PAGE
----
I must admit. I have not been one hundred percent on the ole gratitude meter for the last few weeks.
It’s not that I’m feeling ungrateful exactly, it is more like I’m feeling a little blase.
It all started with a cold virus. The invader appeared about three weeks ago. Normally, for me, cold symptoms are short-lived and fairly easy to handle. This is all due to the fact that my immune system is always in high gear. The rheumatoid disease makes it so. It has its good points and bad points.
It is good that my immune fighting white cells are always in abundance to fend off invading bacteria, viruses etc. It is not good that those same immune fighting cells collect in the synovial fluid, create inflammation and wreak havoc on all my joints and tissue causing incredible pain and debilitation. Thus the need for a medication that bats down those over-zealous fighter cells to a more manageable level.
So this time, the cold symptoms hit me hard. Stuffy sinuses, very sore throat, lots of coughing, chills and shivers, went on for days, then turned into weeks. In the meantime, I was due for a change in the Rheumatoid meds. The Rheumatologist decided to try a new drug with me to see if it would work better than what I was taking. It is recommended that one should NOT take the drugs if one is experiencing some kind of infection. So I postponed the meds so that my immune system could deal with the cold virus.
Every week the virus continued and I didn’t take the RA meds the rheumatoid symptoms got worse and worse. My feet swelled, ankles swelled, my hands swelled, wrists swelled, shoulder joints swelled. On and on until I could barely move my entire body.
The other day I stopped at one of my favourite eating spots for a leisurely mid-day lunch whilst I read my book and made some notes. You have to go during the off times because the restaurant is very crowded otherwise. As I made my way to the gift store to pay for my meal, the lady behind the cash register asked, “What’s happened? You’re moving much slower and you look all ceased up.”
I replied, “I have rheumatoid arthritis and I’m going through a rough patch right now.”
“Oh my gawd, my cousin has that…I know how painful it is.” She continued, “I just have arthritis, not rheumatoid.”
“Well….no matter what, pain is pain and not much fun for anyone,” I replied and then we chatted for a few more minutes.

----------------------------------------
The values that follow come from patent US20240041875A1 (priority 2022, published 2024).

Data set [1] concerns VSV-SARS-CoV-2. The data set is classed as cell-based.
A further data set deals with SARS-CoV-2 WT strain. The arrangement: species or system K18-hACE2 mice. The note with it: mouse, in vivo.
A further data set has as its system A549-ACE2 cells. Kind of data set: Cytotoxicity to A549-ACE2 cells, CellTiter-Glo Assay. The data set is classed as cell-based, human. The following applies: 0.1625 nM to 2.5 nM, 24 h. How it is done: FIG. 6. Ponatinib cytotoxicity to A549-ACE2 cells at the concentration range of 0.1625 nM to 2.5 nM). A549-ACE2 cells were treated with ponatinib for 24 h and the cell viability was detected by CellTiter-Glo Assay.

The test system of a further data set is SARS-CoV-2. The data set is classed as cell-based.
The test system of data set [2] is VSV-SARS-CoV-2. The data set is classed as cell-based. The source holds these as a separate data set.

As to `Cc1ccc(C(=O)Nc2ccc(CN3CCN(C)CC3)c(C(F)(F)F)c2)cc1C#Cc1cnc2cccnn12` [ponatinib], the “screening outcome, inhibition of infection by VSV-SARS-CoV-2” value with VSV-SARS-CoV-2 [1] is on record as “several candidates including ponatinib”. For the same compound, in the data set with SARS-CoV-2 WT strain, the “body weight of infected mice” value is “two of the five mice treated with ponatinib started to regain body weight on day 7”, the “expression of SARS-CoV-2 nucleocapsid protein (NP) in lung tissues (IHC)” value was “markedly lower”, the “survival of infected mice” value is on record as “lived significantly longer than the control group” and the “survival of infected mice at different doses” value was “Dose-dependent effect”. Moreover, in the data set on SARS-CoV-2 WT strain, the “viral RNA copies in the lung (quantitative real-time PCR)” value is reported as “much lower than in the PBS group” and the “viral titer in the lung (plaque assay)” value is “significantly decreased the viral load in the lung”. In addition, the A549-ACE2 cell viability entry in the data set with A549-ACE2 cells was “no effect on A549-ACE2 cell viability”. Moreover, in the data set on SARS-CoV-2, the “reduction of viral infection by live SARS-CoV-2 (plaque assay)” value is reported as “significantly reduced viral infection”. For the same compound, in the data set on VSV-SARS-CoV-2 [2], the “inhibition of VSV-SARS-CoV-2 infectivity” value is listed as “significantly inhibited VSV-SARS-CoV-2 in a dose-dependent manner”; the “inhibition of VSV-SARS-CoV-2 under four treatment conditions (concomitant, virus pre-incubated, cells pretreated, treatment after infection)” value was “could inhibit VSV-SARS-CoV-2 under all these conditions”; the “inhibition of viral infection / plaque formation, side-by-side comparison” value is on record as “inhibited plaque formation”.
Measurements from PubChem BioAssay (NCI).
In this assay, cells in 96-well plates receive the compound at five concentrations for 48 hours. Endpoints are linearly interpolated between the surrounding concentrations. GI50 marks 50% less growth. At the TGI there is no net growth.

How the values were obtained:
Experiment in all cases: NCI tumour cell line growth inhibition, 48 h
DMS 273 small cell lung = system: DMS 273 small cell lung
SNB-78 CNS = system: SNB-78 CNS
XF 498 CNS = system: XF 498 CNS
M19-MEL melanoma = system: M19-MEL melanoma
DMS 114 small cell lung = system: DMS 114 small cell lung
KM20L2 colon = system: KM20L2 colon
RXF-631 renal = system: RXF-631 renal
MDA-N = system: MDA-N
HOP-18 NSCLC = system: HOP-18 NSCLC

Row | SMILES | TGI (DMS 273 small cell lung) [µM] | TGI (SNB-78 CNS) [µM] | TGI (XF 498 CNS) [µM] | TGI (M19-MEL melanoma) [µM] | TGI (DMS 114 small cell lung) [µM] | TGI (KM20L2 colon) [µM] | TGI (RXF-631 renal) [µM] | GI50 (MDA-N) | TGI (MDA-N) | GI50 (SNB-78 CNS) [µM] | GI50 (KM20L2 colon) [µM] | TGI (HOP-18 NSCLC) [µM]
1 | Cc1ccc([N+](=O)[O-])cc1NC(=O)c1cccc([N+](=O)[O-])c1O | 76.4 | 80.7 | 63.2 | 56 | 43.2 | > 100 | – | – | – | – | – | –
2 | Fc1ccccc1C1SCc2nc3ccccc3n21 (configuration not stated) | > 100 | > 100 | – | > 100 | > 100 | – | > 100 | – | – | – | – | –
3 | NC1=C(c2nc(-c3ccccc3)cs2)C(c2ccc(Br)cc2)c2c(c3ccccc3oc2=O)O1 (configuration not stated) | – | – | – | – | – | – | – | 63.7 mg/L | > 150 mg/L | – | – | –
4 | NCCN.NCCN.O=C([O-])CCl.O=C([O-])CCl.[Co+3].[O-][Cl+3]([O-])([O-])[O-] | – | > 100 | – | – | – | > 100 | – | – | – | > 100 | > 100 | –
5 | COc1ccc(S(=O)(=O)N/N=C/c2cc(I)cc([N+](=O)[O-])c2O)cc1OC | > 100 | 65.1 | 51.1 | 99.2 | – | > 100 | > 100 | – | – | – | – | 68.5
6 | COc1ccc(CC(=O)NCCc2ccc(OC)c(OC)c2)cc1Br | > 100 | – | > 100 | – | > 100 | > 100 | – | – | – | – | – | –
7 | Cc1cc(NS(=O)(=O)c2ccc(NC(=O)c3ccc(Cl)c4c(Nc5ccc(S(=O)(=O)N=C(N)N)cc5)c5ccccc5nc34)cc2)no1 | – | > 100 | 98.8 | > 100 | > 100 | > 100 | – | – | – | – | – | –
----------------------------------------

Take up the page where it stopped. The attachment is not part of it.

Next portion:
Yesterday, I got the new RA drug injected. Oops, did I say “injected”? A slip. I should have said “infused”. Apparently, the proper terminology is “biologic infusion”.
A few months ago, I was introduced to the “biologic infusion” terminology while reading a magazine article in a pharmaceutical publication at my doctor’s office. The article raved about a new miracle treatment for RA. It sounded like the treatment took place at a medical spa and it took the form of a “biologic infusion”. Some of the recipients even went into remission from this new treatment.
I thought, “Why hasn’t my Rheumatologist told me about this, surely she must know about it.” I hated the painful injections I currently received. The solution burned as it passed from the needle into the fatty abdominal tissue. More often than not, it left a huge swelled red area right where I had to zip up my pants. A biologic infusion at a medical spa sounded wonderful in comparison. I imagined myself sitting at the medical spa sipping on a biologic infusion. My mind said, “I’ve got to show this article to my Rheumatologist.”
As I continued through to the end of the article it became very clear to me that biologic infusion really meant injection with a syringe and solution that burns when it goes into the skin and then swells at the site. Boy, did they have me fooled.
So, I’ll continue to call it an “injection” because that’s what it is. But, the story wouldn’t be complete if I didn’t tell you that before I called it an injection, I called it a “shot”. I would write in my day-timer the phrase “get shot” on the day I had to take the meds. Then I remembered that someone told me to be careful about the language I use to describe my situations. In future, I wrote “injection” in my day-timer. Infusion, just doesn’t work for me….it’s too convoluted.
I’ll confess that I fell off the gratitude wagon for the last few weeks. I’ll just have to pick myself up, dust myself off, smile and jump right back on. Only fourteen days left in this 100 day challenge.